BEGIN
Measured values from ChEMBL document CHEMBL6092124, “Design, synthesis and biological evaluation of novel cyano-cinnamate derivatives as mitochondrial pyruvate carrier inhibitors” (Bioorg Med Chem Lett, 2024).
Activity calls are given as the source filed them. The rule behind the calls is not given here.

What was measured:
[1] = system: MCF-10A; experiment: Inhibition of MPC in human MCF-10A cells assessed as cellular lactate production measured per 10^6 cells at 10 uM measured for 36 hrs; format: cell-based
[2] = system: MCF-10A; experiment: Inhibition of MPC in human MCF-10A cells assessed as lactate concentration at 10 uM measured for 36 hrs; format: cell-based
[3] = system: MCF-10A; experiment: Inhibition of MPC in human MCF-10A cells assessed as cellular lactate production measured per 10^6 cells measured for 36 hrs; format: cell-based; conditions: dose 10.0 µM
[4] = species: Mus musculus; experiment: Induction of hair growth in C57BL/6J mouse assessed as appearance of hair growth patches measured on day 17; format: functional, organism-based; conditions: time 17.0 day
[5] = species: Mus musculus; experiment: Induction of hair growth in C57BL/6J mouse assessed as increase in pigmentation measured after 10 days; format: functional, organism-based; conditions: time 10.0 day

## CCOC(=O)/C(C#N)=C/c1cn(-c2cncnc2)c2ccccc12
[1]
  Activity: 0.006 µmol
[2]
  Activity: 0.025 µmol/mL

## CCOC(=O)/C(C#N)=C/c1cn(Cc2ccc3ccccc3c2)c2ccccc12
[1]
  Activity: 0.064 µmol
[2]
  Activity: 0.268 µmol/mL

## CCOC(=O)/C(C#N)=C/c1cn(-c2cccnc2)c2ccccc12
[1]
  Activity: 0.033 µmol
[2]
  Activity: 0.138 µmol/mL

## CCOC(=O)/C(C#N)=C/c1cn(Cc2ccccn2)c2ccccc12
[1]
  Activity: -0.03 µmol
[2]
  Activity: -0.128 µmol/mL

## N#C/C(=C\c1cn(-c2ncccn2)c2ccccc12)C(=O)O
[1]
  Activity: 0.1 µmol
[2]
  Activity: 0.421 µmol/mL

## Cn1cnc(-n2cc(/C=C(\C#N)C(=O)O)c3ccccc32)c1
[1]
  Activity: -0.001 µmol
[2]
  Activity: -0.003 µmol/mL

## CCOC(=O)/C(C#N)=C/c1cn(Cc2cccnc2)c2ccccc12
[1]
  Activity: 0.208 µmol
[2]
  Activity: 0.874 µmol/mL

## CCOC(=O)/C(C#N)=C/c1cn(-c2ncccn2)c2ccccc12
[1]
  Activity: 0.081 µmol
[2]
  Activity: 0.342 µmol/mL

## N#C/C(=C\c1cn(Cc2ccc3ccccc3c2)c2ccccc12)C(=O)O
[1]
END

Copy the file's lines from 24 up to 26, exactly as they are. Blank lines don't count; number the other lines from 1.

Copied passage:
## CCOC(=O)/C(C#N)=C/c1cn(Cc2ccccn2)c2ccccc12
[1]
  Activity: -0.03 µmol